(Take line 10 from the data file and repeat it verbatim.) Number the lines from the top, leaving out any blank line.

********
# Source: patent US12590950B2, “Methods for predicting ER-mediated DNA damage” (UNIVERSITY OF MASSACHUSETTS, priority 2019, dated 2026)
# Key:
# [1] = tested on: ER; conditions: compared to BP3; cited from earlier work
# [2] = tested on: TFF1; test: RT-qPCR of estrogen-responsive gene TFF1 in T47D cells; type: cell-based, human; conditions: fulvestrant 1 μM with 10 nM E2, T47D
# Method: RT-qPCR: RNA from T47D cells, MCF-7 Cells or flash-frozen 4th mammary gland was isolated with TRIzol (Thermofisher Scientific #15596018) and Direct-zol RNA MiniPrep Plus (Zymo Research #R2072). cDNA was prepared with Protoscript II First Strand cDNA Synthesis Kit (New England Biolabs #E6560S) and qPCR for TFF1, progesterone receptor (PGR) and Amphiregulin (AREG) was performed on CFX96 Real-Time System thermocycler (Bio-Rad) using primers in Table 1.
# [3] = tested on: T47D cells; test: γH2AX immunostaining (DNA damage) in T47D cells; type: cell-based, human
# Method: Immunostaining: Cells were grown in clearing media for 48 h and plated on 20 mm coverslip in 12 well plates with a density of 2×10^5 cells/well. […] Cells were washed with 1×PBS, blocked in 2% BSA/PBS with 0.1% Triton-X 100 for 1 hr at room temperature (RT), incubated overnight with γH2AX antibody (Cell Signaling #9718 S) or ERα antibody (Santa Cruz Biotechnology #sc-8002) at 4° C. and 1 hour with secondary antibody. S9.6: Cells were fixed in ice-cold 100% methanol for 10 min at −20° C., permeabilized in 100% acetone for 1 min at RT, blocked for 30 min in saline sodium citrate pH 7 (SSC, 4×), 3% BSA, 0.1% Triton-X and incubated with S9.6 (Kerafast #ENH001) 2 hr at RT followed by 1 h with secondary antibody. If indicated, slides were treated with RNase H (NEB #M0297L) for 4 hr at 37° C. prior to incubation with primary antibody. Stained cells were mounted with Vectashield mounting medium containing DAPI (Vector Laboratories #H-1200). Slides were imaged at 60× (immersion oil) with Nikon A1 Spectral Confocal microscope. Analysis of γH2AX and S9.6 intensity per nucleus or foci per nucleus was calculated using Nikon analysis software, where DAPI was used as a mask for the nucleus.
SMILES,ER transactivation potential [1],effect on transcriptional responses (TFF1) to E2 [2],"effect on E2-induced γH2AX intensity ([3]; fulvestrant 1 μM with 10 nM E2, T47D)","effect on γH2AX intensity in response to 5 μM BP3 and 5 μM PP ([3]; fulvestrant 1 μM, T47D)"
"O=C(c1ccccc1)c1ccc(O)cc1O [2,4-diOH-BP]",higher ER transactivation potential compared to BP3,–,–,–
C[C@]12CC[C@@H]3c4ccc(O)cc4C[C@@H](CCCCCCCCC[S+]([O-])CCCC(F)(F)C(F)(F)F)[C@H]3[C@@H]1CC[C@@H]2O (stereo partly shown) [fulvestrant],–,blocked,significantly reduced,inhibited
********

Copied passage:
C[C@]12CC[C@@H]3c4ccc(O)cc4C[C@@H](CCCCCCCCC[S+]([O-])CCCC(F)(F)C(F)(F)F)[C@H]3[C@@H]1CC[C@@H]2O (stereo partly shown) [fulvestrant],–,blocked,significantly reduced,inhibited